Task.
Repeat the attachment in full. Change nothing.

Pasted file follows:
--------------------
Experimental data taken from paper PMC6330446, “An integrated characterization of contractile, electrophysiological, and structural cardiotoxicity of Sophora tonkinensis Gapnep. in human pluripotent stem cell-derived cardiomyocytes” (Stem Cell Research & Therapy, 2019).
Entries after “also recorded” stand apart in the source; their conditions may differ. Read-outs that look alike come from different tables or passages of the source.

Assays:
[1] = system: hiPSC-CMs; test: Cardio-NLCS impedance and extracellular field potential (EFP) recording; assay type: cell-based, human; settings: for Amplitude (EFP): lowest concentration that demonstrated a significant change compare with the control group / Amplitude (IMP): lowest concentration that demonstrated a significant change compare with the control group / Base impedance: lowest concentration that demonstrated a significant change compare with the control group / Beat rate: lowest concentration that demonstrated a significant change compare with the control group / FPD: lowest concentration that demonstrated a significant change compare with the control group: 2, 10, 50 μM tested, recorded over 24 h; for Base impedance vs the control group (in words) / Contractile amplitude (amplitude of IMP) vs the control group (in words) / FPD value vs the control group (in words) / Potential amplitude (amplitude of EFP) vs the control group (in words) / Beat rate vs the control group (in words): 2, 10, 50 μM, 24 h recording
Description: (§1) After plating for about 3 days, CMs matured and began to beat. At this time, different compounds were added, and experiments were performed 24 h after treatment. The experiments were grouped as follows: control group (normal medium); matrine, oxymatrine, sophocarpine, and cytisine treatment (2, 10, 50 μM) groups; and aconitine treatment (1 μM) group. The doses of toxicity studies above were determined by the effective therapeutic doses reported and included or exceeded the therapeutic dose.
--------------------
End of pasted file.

Experimental data taken from paper PMC6330446, “An integrated characterization of contractile, electrophysiological, and structural cardiotoxicity of Sophora tonkinensis Gapnep. in human pluripotent stem cell-derived cardiomyocytes” (Stem Cell Research & Therapy, 2019).
Entries after “also recorded” stand apart in the source; their conditions may differ. Read-outs that look alike come from different tables or passages of the source.

Assays:
[1] = system: hiPSC-CMs; test: Cardio-NLCS impedance and extracellular field potential (EFP) recording; assay type: cell-based, human; settings: for Amplitude (EFP): lowest concentration that demonstrated a significant change compare with the control group / Amplitude (IMP): lowest concentration that demonstrated a significant change compare with the control group / Base impedance: lowest concentration that demonstrated a significant change compare with the control group / Beat rate: lowest concentration that demonstrated a significant change compare with the control group / FPD: lowest concentration that demonstrated a significant change compare with the control group: 2, 10, 50 μM tested, recorded over 24 h; for Base impedance vs the control group (in words) / Contractile amplitude (amplitude of IMP) vs the control group (in words) / FPD value vs the control group (in words) / Potential amplitude (amplitude of EFP) vs the control group (in words) / Beat rate vs the control group (in words): 2, 10, 50 μM, 24 h recording
Description: (§1) After plating for about 3 days, CMs matured and began to beat. At this time, different compounds were added, and experiments were performed 24 h after treatment. The experiments were grouped as follows: control group (normal medium); matrine, oxymatrine, sophocarpine, and cytisine treatment (2, 10, 50 μM) groups; and aconitine treatment (1 μM) group. The doses of toxicity studies above were determined by the effective therapeutic doses reported and included or exceeded the therapeutic dose.